The company originally had filed to reorganize under the bankruptcy code in November of last year, but when the company’s credit dried up because of that filing, the prospects of reorganizing quickly grew more distant.
As a company involved in a business with heavy cash requirements — Pettit’s revenues were reportedly in excess of $300 million a year — Pettit couldn’t exist for long without credit to carry it through the period between the time it delivered its products and the time its customers paid.
That’s one reason why Pettit heavily promoted its budget payment plan to customers. Under that plan, people would pay higher monthly amounts during the warm weather months when their need for heating oil was low to help pay for the high costs during the winter when oil costs and use grew. Those on the budget plan were essentially giving Pettit an interest-free loan.
But those budget plan advances weren’t enough to meet the company’s cash requirements when demand for oil accelerated.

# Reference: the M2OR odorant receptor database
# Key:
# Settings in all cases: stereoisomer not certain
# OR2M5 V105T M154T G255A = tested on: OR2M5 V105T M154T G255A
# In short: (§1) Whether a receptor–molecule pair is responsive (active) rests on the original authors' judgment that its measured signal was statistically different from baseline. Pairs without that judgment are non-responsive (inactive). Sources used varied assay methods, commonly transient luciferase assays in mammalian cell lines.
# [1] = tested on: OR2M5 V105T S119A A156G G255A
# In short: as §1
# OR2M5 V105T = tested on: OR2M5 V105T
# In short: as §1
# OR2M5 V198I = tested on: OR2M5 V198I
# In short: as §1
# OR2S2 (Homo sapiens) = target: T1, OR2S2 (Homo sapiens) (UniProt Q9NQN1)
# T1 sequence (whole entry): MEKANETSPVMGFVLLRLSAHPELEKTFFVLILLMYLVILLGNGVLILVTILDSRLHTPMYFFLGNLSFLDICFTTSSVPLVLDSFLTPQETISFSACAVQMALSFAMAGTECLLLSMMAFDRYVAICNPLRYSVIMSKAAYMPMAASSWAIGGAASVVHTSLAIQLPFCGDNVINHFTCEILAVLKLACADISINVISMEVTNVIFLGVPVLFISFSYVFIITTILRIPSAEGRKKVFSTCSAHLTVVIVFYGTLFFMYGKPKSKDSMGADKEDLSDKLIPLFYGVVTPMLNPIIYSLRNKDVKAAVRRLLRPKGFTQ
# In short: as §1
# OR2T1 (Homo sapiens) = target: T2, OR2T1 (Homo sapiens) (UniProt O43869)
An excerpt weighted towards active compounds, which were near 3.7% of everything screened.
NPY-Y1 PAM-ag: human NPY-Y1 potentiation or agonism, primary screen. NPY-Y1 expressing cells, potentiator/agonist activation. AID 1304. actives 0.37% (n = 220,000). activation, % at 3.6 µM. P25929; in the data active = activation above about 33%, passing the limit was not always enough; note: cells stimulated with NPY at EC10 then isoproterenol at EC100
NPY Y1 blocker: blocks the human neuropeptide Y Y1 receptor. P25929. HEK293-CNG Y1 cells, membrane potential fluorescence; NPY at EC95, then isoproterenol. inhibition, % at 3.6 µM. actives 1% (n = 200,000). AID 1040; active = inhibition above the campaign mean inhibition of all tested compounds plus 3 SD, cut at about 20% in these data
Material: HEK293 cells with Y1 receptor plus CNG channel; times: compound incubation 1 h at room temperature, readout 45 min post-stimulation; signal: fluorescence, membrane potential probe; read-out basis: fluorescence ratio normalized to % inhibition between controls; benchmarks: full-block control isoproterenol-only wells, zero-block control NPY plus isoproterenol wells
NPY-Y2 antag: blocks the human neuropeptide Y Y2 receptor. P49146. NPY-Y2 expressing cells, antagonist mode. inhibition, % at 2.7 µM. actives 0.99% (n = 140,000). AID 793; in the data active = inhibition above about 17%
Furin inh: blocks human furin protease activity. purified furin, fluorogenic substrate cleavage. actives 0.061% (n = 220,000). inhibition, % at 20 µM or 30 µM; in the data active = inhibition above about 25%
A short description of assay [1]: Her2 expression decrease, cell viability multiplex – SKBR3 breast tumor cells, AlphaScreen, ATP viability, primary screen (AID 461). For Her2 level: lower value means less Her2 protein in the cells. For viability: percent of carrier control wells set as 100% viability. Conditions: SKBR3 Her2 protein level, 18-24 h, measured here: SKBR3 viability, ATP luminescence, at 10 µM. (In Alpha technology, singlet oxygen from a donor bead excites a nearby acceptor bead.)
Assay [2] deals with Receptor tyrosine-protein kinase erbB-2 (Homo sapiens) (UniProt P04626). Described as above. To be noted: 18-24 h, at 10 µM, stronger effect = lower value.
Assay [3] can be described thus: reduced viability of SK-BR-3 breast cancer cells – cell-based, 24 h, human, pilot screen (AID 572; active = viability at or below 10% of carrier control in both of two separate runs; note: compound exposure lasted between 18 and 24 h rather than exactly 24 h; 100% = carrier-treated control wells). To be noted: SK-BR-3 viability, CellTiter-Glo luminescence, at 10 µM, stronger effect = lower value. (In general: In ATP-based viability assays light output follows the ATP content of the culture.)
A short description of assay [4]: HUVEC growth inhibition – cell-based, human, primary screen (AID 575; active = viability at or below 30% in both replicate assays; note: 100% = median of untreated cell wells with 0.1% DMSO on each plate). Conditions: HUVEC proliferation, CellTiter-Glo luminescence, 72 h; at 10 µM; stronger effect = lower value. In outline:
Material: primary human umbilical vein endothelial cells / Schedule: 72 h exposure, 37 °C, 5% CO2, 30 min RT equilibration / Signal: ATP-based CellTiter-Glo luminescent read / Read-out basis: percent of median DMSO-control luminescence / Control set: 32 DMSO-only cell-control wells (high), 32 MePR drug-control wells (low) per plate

Brian Budsberg, the Olympia attorney who represented Pettit in the bankruptcy proceedings, says the company’s fate was sealed when an accounting glitch caused one of the company’s checks to be returned. The oil company quickly made the check good, but the oil supplier cut back the company’s line of credit.
SEEDS OF TROUBLE
While last fall’s credit crisis was the immediate cause of Pettit’s demise, the seeds of that trouble apparently had been planted two years before, when Pettit changed its business plan.
It was then that Pettit, which had been focused on fuel distribution to service stations and retail and industrial fuel and lubricant sales for much of its existence, acquired the Western Washington home heating oil business of SC Fuels, a Southern California-based petroleum distributor.
The home heating oil business, though it deals in the same basic product that Pettit had sold for years, is an entirely different kind of business, said Luke Xitco, president of Tacoma’s Associated Petroleum Products.